Metzner right to open up stadium discussion

April 15, 2012|By TIM ROWLAND |

Hagerstown Councilman Lewis Metzner is right about this: It is impossible to build public support for a public project when the details of the project are negotiated in secret.

“To me, the biggest impact on this (Municipal Stadium) project is the failure to get strong public support, and I think the biggest reason we can’t get strong public support is we don’t discuss it in public,” Metzner said.

That’s pretty much it in a nutshell.

The stadium has always been a top-down proposal. Plans, locations and costs are treated with Masonic confidentiality and then foisted on a dubious public that was never asked to be part of the discussion.

To be sure, there is a reason for this, if not a particularly good one. There are certain elements in this community that will loudly shoot down any attempt at progress, and ridicule whichever community leader was unfortunate enough to bring it up.

This is the person who wants his own neighborhood to be policed, wants his own road to be freshly paved and wants his own Social Security to be there in total when he retires — but opposes any expenditure of public money that does not directly benefit himself.

These were the boys and girls who never got the message from their parents that selfishness is not a becoming human trait.

This element is in the minority, but our local office holders never treat them as such — probably due to the disproportionate about of noise they generate. So yes, it’s somewhat understandable that local leaders might want to act in secret for fear of inciting a small tsunami of blind rage.

It would be a service if some pol would tell these people to pipe down long enough to hear what the majority has to say.

The majority, too, has concerns about a stadium and its affordability. The majority might very well hear all the facts and conclude that a new stadium is a bad idea, and that professional baseball is either unwanted here, or a luxury that we cannot afford.

But unlike the noisy few, the majority will at least be willing to listen. And that’s why Metzner’s remarks are key. The majority cannot listen if no one at City Hall is telling them anything.

Rather that meet in secret and hide behind executive sessions, the city should be out in the neighborhoods, holding public meetings and asking the people what might convince them that a new stadium is a good idea. What events would they like to see there? Where should it be?

The city should be out talking to parents, the ones who fret that there is nothing healthy for their children to do in Hagerstown. No doubt some stadium opponents and undecideds, if not most, have never been to a game. The city should be in the business of joining the Suns in recruiting fans.

But the city should also understand that the majority knows when it is being sold a bill of goods. It is a hindrance, not a help, when the stadium is peddled in the name of downtown revival and economic development. First, it’s not. And second, that’s not  its job.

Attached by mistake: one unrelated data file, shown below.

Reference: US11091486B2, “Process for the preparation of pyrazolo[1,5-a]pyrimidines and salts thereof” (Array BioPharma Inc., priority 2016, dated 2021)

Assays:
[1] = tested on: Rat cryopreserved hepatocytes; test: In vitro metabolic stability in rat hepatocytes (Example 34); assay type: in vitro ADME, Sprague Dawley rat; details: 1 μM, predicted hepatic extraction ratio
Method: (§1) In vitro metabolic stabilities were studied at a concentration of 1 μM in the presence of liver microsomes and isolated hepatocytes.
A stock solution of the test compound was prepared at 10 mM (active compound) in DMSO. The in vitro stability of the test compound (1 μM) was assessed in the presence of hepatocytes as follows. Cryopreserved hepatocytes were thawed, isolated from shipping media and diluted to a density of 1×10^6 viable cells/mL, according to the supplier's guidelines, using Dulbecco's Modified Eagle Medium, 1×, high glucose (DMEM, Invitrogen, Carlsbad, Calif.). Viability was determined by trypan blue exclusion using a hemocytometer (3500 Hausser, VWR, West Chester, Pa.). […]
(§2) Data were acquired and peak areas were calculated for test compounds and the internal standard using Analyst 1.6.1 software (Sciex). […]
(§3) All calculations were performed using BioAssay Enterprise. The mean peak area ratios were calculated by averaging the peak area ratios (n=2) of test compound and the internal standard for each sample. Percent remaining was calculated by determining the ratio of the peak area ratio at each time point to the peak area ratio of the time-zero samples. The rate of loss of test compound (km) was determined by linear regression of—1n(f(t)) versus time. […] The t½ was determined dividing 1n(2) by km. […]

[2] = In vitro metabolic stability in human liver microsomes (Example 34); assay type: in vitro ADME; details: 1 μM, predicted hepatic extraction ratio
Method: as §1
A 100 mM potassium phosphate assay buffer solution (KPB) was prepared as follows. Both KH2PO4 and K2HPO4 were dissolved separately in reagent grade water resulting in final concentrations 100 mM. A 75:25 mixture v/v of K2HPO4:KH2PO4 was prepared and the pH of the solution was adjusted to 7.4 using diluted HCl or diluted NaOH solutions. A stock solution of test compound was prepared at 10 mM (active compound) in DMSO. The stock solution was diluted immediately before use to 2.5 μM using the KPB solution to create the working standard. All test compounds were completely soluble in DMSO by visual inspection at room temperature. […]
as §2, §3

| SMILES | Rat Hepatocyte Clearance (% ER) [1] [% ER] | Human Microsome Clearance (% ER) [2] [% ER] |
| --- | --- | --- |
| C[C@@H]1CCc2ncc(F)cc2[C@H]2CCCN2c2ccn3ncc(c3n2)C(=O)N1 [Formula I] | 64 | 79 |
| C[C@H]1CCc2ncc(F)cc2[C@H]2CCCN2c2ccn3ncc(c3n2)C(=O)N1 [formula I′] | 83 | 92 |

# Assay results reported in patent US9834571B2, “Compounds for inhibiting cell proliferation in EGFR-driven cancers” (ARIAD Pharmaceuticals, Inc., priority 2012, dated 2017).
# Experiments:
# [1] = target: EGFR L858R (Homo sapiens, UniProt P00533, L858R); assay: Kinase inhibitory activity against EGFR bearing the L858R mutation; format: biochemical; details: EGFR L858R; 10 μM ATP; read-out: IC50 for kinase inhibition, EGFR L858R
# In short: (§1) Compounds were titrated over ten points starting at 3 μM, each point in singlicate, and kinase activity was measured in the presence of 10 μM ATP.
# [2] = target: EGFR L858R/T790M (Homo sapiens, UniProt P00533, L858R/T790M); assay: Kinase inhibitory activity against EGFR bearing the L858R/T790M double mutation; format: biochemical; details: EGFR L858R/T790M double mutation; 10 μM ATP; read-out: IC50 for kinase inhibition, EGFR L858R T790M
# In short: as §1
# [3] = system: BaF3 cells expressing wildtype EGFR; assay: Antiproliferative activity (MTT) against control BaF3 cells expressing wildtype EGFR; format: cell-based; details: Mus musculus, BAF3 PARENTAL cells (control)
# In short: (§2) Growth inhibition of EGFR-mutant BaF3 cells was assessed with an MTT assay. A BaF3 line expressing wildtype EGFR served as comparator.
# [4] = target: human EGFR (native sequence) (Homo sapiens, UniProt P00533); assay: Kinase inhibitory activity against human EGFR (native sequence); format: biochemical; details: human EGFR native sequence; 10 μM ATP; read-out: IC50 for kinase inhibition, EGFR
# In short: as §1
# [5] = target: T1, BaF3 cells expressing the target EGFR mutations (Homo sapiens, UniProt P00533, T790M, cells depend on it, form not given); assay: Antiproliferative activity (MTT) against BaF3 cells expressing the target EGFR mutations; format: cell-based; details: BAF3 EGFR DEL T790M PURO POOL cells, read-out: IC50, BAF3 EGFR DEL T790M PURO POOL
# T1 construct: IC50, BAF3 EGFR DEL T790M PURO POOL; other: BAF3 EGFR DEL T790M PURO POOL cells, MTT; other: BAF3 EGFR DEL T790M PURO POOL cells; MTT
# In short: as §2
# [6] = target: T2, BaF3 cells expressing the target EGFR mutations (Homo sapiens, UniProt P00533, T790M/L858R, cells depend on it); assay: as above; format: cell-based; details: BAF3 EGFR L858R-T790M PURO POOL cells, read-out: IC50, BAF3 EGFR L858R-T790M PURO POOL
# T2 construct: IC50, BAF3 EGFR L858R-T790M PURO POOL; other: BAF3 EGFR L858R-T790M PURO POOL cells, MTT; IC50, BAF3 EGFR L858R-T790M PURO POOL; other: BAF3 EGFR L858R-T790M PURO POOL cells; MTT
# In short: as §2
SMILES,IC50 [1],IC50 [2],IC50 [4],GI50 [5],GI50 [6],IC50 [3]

When the county spent $800,000 to attract a financial data center here, no one asked if the 17 people it would employ were going to be good softball players in the county rec league. No one asked how many tourists would come from out of state to check out the plant’s massive climate-control infrastructure.

And this whole fuss about how the stadium will generate more economic activity downtown, but it comes at the expense of areas outside the city? Am I hearing that right?

So it’s OK for a home-improvement store to plop down in the midst of suburban sprawl and run all the little city hardware stores out of business — but a stadium taking business away from the suburbs would be unfair? Good grief.

The stadium is what it is: An entertainment venue that will generate some tourism and commerce among those it entertains. Tax dollars will be used to subsidize the interests of team owners, just as every tax dollar that has been spent since the founding of this country has benefited some private business person or another. Just like many things that are supported by government, a stadium benefits a relative few, at least specifically.

In general, however, a professional baseball team is a patch in the community’s quilt. Sports venues stand with museums, parks, libraries, theaters and a host of other “frivolous projects” that in short make life worth living.

That’s how the city should be selling this project. Just tell the truth, openly, and let the cards fall where they may.

Some people can make do with a couch, a fridge and a television set. More power to them. But for the rest of us, that’s not enough. For us, life holds more interest and is greatly augmented by government-backed projects that transcend the basic services of police, roads, schools and whatnot.

It’s your right to disagree. Maybe the majority in Hagerstown disagree, and then again maybe they don’t. But the city will never know unless it lets them become invested in the process.

Tim Rowland is a Herald-Mail columnist.

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